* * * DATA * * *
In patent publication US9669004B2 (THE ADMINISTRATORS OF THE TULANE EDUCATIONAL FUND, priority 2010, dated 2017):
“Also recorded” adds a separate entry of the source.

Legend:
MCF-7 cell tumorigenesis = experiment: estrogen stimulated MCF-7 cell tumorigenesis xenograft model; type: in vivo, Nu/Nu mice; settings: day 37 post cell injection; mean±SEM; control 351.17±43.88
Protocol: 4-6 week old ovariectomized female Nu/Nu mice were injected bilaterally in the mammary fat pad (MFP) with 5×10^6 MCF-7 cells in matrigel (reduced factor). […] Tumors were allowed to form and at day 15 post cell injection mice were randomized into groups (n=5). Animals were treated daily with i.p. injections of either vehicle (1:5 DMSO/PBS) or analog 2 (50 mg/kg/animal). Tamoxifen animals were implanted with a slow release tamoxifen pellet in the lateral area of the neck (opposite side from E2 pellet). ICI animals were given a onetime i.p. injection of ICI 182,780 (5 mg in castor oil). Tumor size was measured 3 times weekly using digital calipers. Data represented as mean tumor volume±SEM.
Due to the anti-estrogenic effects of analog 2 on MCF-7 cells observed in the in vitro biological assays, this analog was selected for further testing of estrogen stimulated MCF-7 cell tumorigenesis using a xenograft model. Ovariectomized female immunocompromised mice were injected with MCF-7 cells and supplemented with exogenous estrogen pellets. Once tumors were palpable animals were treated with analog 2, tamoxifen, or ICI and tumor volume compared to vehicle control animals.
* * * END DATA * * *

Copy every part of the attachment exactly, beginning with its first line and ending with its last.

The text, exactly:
In patent publication US9669004B2 (THE ADMINISTRATORS OF THE TULANE EDUCATIONAL FUND, priority 2010, dated 2017):
“Also recorded” adds a separate entry of the source.

Legend:
MCF-7 cell tumorigenesis = experiment: estrogen stimulated MCF-7 cell tumorigenesis xenograft model; type: in vivo, Nu/Nu mice; settings: day 37 post cell injection; mean±SEM; control 351.17±43.88
Protocol: 4-6 week old ovariectomized female Nu/Nu mice were injected bilaterally in the mammary fat pad (MFP) with 5×10^6 MCF-7 cells in matrigel (reduced factor). […] Tumors were allowed to form and at day 15 post cell injection mice were randomized into groups (n=5). Animals were treated daily with i.p. injections of either vehicle (1:5 DMSO/PBS) or analog 2 (50 mg/kg/animal). Tamoxifen animals were implanted with a slow release tamoxifen pellet in the lateral area of the neck (opposite side from E2 pellet). ICI animals were given a onetime i.p. injection of ICI 182,780 (5 mg in castor oil). Tumor size was measured 3 times weekly using digital calipers. Data represented as mean tumor volume±SEM.
Due to the anti-estrogenic effects of analog 2 on MCF-7 cells observed in the in vitro biological assays, this analog was selected for further testing of estrogen stimulated MCF-7 cell tumorigenesis using a xenograft model. Ovariectomized female immunocompromised mice were injected with MCF-7 cells and supplemented with exogenous estrogen pellets. Once tumors were palpable animals were treated with analog 2, tamoxifen, or ICI and tumor volume compared to vehicle control animals.